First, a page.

Puzzles of the Black Widowers (The Black Widowers, Book 5)
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Once a month, the seven members of the Black Widowers Club gather for dinner at their favourite restaurant. To each dinner a guest is invited, and each guest has a problem too large and complex to solve on his own. This is the fifth collection of the "Black Widowers" stories.
evening in the living room of the place, with about a dozen others who were likewise not caught up in the stampede to see a third-rate play just because, like Mount Everest, it was there. Besides me, there was a man, his wife, and their son, who figured in what was about to happen. The man was a rather stiff, unsociable fellow, his wife was passive and quiet, and his son was about twelve years old, well-behaved, and clearly very bright. Their name was Winters. "Then there was a woman who my wife
ready. "The loss was noticed and Winters' eye fell on her purse. She at once volunteered to empty it, and pulled every zipper, counting ostentatiously from one to seven as she did so. When she was done, the six compartments which had been closed were open, and the one compartment, with the object and nothing else inside, which had been open, was closed. "She then upended the purse and out of it dropped every last thing it contained but the object. And because she had worked very hard to seem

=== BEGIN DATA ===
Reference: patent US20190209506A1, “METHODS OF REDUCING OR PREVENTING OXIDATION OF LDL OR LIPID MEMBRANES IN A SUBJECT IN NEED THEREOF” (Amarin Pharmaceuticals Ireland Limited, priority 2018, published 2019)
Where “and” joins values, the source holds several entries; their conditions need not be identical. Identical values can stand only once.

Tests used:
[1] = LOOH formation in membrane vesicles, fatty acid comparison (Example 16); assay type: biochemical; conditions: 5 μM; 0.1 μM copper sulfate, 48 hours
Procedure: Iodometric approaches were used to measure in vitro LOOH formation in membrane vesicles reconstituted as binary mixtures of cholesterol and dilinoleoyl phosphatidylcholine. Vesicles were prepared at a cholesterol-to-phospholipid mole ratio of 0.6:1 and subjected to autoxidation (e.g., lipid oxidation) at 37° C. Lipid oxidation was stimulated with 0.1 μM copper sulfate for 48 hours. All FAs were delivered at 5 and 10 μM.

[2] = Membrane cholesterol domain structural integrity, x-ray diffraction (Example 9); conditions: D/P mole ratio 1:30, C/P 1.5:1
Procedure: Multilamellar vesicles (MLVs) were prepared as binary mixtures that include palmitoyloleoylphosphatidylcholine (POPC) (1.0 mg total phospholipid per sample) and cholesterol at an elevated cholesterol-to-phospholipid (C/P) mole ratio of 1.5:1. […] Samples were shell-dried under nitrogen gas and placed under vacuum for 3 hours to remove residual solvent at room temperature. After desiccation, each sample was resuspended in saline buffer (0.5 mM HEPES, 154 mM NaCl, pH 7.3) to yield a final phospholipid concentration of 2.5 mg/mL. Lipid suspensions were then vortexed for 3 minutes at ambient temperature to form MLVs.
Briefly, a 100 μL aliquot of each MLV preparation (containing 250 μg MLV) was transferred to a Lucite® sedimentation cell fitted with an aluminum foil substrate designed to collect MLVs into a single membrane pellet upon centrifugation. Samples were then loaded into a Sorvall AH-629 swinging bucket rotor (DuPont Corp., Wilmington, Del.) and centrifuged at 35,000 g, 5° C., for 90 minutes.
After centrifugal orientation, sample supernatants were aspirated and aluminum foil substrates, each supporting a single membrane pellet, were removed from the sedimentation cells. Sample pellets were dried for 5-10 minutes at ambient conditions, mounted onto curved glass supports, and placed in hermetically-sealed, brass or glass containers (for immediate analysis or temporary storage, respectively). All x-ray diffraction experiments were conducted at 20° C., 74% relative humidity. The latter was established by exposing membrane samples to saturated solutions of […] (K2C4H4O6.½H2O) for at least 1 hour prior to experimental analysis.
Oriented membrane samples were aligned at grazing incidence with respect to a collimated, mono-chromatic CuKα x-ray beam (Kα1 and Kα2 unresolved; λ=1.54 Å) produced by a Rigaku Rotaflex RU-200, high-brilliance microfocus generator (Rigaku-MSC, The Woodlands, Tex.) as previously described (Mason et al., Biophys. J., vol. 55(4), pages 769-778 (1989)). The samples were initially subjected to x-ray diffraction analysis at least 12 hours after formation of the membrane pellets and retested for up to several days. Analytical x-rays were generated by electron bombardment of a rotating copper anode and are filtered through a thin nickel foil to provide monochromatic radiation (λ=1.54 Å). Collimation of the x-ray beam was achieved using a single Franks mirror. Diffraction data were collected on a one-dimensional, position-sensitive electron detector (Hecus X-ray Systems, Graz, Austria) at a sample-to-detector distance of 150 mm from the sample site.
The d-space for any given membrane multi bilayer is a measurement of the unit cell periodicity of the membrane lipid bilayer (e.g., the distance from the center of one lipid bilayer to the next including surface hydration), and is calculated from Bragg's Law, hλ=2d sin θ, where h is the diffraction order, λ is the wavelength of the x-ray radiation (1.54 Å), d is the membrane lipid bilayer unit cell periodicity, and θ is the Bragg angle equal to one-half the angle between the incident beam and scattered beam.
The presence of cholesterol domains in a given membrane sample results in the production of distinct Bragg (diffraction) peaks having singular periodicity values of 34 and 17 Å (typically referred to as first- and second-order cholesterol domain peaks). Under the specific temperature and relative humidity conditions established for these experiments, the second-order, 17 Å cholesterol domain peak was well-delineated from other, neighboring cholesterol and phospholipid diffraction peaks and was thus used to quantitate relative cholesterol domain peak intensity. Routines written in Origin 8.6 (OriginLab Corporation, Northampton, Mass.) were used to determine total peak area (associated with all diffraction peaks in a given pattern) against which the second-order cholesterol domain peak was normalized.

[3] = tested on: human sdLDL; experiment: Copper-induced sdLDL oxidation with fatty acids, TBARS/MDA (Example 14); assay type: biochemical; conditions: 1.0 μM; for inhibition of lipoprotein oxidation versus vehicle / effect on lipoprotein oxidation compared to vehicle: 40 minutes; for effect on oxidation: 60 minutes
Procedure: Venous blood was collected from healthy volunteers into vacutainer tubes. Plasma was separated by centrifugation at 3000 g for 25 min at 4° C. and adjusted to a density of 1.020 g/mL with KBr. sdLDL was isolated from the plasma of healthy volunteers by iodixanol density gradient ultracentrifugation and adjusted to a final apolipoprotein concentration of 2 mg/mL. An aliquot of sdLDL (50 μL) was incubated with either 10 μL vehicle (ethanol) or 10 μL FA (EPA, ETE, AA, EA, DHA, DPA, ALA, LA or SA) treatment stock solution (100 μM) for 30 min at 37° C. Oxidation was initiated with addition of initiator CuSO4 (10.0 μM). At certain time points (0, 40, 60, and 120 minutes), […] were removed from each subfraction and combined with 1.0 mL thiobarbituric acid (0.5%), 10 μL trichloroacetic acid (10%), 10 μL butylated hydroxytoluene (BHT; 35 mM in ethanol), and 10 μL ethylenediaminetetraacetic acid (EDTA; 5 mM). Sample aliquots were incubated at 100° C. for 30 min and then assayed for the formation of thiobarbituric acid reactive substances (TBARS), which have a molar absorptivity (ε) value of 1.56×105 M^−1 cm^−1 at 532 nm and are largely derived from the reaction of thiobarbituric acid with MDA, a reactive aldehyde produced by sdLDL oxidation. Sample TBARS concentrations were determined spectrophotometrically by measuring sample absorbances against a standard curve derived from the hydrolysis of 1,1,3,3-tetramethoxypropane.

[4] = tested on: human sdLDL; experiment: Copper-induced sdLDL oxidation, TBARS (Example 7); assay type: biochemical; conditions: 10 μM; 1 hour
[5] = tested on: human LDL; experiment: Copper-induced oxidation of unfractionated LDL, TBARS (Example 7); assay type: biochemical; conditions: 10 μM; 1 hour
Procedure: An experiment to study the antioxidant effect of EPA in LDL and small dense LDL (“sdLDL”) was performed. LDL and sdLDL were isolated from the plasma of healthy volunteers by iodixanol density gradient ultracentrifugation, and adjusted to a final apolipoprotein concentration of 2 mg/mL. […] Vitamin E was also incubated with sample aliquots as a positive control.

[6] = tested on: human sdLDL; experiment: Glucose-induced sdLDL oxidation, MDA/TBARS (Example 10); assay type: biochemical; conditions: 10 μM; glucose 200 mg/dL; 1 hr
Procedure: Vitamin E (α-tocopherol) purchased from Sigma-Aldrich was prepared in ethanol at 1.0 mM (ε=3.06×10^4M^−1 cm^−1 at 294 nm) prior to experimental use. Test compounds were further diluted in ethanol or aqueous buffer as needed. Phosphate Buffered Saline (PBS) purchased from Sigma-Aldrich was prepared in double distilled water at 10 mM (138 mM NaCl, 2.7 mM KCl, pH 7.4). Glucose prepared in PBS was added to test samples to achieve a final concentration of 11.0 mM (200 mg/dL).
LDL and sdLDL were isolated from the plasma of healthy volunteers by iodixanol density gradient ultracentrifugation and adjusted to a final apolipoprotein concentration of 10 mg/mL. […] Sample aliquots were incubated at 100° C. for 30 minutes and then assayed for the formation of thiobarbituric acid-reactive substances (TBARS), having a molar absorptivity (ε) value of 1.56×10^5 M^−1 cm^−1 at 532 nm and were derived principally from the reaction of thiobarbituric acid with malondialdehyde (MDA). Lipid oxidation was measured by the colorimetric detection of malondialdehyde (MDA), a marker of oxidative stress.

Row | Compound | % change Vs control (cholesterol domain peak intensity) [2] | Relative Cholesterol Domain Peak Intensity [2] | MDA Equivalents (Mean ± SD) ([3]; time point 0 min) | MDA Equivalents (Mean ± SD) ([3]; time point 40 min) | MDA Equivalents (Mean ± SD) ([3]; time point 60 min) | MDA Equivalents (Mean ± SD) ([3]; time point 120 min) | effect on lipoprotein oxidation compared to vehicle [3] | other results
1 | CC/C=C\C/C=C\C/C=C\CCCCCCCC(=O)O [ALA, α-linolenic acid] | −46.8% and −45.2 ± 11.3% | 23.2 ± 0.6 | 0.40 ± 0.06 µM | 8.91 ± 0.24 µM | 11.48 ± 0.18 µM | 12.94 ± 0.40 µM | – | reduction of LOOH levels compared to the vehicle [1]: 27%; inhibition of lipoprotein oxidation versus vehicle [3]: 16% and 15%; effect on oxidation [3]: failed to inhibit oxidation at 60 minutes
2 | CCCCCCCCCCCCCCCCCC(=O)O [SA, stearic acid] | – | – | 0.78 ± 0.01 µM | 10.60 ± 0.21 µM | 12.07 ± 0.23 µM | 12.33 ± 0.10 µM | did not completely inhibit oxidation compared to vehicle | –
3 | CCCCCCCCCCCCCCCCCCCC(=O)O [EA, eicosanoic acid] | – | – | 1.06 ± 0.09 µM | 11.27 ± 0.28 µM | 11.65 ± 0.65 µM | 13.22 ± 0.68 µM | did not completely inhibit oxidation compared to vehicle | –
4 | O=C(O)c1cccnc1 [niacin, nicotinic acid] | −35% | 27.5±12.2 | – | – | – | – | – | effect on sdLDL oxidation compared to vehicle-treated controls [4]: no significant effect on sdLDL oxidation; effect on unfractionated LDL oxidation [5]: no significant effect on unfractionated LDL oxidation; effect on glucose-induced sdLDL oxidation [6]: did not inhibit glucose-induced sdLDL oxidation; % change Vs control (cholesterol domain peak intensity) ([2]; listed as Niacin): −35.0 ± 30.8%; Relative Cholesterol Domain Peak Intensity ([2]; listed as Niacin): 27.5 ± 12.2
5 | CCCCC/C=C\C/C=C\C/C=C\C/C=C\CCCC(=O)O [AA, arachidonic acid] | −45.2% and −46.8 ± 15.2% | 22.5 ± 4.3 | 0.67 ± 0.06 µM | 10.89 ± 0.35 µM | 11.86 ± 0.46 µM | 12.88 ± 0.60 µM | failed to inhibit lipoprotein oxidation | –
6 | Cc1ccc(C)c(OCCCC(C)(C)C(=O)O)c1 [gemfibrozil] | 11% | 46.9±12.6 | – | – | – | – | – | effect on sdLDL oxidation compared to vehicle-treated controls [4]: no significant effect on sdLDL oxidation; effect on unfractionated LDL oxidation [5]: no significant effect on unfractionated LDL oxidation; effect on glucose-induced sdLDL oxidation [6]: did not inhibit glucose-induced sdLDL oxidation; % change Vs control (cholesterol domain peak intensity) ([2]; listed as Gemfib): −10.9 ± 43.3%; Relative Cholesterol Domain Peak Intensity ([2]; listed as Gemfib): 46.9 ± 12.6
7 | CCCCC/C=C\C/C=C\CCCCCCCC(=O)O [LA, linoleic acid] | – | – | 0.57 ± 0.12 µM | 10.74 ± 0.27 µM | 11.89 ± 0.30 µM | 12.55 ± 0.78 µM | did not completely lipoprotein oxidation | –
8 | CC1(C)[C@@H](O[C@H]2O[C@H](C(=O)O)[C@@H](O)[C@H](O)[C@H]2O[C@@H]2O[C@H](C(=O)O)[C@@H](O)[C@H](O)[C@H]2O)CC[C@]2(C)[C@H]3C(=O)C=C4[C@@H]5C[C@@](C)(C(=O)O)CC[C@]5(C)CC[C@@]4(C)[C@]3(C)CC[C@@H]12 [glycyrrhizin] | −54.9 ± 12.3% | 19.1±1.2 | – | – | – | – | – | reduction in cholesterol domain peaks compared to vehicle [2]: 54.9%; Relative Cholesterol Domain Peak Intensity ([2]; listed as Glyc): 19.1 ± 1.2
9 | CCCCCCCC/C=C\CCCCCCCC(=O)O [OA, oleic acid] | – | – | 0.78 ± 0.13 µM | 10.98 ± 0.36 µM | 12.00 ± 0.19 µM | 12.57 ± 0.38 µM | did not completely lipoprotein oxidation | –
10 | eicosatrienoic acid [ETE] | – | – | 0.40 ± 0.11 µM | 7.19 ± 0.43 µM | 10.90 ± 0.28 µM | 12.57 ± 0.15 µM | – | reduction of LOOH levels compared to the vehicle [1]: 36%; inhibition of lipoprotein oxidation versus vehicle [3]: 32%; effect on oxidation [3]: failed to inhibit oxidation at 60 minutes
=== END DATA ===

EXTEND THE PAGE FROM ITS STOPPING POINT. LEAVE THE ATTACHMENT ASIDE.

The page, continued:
of any accident, we can only assume that in the morning he had gotten ready to do his work, had crossed the street to the office building as he had been instructed to do, and, going to the proper place, had set up his television equipment." "No," said Avalon. "The receptionist swears he never came in and Mr. Hume has told us the receptionist didn't lie. That means — Mr. Hume, please forgive me the question I am forced to ask. It is merely a matter of the search for a solution? When you told us
includes our excellent waiter, Henry. Does that help?" "No, it doesn't," said Mountjoy. "I have no secrets, but the government does. I am fully satisfied of the honor and honesty of every person here, but the government is not satisfied as easily as I am." "You said you don't work for the government," said Gonzalo. "Nor do I, but I have managed to get entangled with it just the same, and through no deliberate desire of my own." Thomas Trumbull said gently, "I am employed by the government and
our two apartments on the eighth floor, he tore open an envelope he was carrying, which I assumed he had just picked up from his letter box. I had checked mine earlier and it was empty, as it almost always was in those days, except when my mother wrote me. I watched my neighbor out of the corner of my eye, partly because I would naturally watch someone I was fantasizing to be a mysterious villain, partly because I envied anyone who got a letter, and even partly because I never quite got over my